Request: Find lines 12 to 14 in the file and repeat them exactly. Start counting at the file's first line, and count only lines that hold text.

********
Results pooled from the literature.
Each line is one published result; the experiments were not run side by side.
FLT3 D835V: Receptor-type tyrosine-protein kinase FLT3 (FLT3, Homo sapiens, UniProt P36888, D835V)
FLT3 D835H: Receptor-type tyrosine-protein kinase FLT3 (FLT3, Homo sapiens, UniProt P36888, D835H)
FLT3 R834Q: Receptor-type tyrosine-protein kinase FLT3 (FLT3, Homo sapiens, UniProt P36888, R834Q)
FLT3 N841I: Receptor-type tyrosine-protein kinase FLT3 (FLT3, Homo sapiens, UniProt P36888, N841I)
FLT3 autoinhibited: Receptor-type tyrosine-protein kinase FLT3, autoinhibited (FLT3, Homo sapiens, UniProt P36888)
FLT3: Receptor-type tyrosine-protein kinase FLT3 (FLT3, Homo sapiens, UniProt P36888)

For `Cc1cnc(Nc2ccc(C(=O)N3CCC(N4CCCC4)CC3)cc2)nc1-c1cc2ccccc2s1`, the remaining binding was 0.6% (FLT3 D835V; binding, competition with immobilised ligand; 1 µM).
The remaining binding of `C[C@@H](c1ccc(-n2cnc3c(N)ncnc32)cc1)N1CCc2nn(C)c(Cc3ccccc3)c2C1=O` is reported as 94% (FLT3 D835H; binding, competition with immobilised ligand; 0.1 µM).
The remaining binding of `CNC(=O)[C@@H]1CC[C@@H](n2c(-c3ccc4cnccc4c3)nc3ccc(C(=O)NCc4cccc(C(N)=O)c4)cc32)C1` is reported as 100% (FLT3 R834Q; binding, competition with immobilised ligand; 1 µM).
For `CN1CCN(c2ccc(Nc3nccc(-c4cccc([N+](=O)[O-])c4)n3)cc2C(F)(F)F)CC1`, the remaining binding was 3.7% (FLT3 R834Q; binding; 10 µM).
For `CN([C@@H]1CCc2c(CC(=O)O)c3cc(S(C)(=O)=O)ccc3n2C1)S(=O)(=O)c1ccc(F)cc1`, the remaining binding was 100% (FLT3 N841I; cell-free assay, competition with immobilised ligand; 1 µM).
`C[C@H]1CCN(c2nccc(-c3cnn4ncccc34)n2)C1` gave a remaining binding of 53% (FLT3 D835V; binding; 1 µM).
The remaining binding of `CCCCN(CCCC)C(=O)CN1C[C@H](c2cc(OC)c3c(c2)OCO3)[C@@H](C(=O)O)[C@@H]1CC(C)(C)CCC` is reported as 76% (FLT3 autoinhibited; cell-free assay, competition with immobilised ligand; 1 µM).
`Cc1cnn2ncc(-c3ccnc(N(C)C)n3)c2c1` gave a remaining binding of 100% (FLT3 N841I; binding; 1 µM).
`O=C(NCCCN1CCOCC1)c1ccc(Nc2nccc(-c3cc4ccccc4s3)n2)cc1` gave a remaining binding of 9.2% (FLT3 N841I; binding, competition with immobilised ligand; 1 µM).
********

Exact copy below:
For `CN1CCN(c2ccc(Nc3nccc(-c4cccc([N+](=O)[O-])c4)n3)cc2C(F)(F)F)CC1`, the remaining binding was 3.7% (FLT3 R834Q; binding; 10 µM).
For `CN([C@@H]1CCc2c(CC(=O)O)c3cc(S(C)(=O)=O)ccc3n2C1)S(=O)(=O)c1ccc(F)cc1`, the remaining binding was 100% (FLT3 N841I; cell-free assay, competition with immobilised ligand; 1 µM).
`C[C@H]1CCN(c2nccc(-c3cnn4ncccc34)n2)C1` gave a remaining binding of 53% (FLT3 D835V; binding; 1 µM).